Delivering on promises and preparing for the future
The European Commission yesterday presented its Work Programme for 2019, setting out three main priorities for the year ahead: reaching swift agreement on the legislative proposals already presented to deliver on its ten political priorities; adopting a limited number of new initiatives to address outstanding challenges; and presenting several initiatives with a future perspective for a Union at 27 reinforcing the foundations for a strong, united and sovereign Europe.
President Jean-Claude Juncker said: “Seven months from today, Europe will have its most important rendezvous with voters for a generation, at the European elections. I call on the European Parliament and the Council to adopt the proposals presented by the Commission in the past four years. Citizens do not care about proposals, they care about laws in force that give them rights. There would be no better message to voters taking to the polls next year than if we were to demonstrate that this Union delivers concrete, tangible results for them.”
First Vice-President Frans Timmermans said: "This Commission has consistently focussed on the challenges which can only be addressed through collective European action. This Work Programme contains no surprises: we have made all the proposals needed but now they must be agreed and their benefits implemented in practice. We will also look to the future with initiatives to ensure that tomorrow's Union of 27 has an optimistic vision for a fair and sustainable future for all Europeans."
The 2019 Work Programme focuses on just 15 new initiatives, and an additional 10 new REFIT evaluations, to review existing legislation and ensure it is still fit for purpose. To ensure a focus on delivery, the Commission Work Programme also lists the 45 pending priority propos- als under the Joint Declaration on legislative priorities, for adoption by the Parliament and Council before the European elections. The Commission also suggests to withdraw or repeal 17 pending proposals or existing laws.
The Commission has already tabled all the legislative proposals needed to deliver on the ten priorities of the Juncker Commission. Together with the European Parliament and Council, we have found agreement on around half of these proposals so far, and a further twenty percent are well advanced in the legislative process. Our priority for the year ahead will be to get the greenlight on as many outstanding proposals as possible.
The Commission will also present a limited number of new initiatives, notably offering Europeans a strong perspective for the future. We will take stock of the Investment Plan for Europe and table a Reflection Paper on how to ensure a sustainable Europe for generations to come. We will put forward a coordinated plan on the development of Artificial Intelligence in Europe, table an Action Plan on Disinformation, and make a Recommendation to establish a European Electronic Health Record. We will also assess the remaining barriers to the Single Market and bring forward ideas to address them, and table a strategy on endocrine disruptors. To complete the Energy Union and tackle climate change we will present a strategy for long-term greenhouse gas emissions reduction and will report on the State of the Energy Union and the Action Plan on Batteries.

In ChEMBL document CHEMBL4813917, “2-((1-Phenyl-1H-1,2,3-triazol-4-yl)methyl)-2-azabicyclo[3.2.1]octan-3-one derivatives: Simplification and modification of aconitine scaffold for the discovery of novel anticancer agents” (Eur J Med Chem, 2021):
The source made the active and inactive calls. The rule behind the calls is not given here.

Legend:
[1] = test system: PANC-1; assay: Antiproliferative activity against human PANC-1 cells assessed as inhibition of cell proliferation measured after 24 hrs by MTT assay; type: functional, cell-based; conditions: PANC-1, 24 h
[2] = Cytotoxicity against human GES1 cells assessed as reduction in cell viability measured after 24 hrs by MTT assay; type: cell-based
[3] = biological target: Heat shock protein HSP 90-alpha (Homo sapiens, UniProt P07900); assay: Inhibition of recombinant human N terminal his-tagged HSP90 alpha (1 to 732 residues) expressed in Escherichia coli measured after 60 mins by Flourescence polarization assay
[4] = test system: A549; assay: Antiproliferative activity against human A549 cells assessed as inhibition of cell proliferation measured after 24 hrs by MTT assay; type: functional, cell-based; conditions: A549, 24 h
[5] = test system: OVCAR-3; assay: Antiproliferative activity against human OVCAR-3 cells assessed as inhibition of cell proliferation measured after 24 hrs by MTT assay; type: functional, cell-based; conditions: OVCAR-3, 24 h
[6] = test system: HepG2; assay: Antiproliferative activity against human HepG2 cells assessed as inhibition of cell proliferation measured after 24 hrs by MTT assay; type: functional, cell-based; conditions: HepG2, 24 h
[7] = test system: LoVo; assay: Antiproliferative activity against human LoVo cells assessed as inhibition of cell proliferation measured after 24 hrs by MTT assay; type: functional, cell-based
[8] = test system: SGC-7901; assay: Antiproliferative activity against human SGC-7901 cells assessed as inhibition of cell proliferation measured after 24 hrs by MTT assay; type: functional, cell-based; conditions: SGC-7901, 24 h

The European Commission will also make the case for more qualified majority voting in the fields of energy and climate, taxation and social policy. We will further strengthen the Rule of Law Framework and the international role of the Euro, report on progress on visa reciprocity, and present ideas for ' Communicating Europe'. Finally, certain measures will be necessary to adapt the EU acquis in the context of Brexit. The European Commission will adapt our energy efficiency targets to the EU at 27, make the necessary proposals for the visa status of UK nationals after Brexit and present before the end of 2018 a number of necessary delegated and implementing acts.
Every year, the Commission adopts a Work Programme setting out the list of actions it will take in the year ahead. The Work Programme informs the public and the co-legislators of our political commitments to present new initiatives, withdraw pending proposals and review existing EU legislation.
The Commission's preparation of the 2019 Work Programme has been enriched by consultations with the European Parliament and Council in the context of the Inter-institutional Agreement on Better Law-Making and the Framework Agreement on relations between the Parliament and the Commission and based on the Letter of Intent sent by President Juncker and First Vice-President Timmermans on 12 September, after the President's State of the European Union address.
The Juncker Commissionwas elected by the European Parliament on the basis of clear Political Guidelines. These 10 priorities act as the framework for the Commission's annual planning. Since the start of the Juncker Commission, the annual Work Programmes have been focused on a limited number of key initiatives, where EU added value is clear, and necessary to implement the agreed priorities The annual Work Programmes under the Juncker Commission have included no more than 26 priority initiatives per year, compared to around 100 in the last year prior to President Juncker taking office.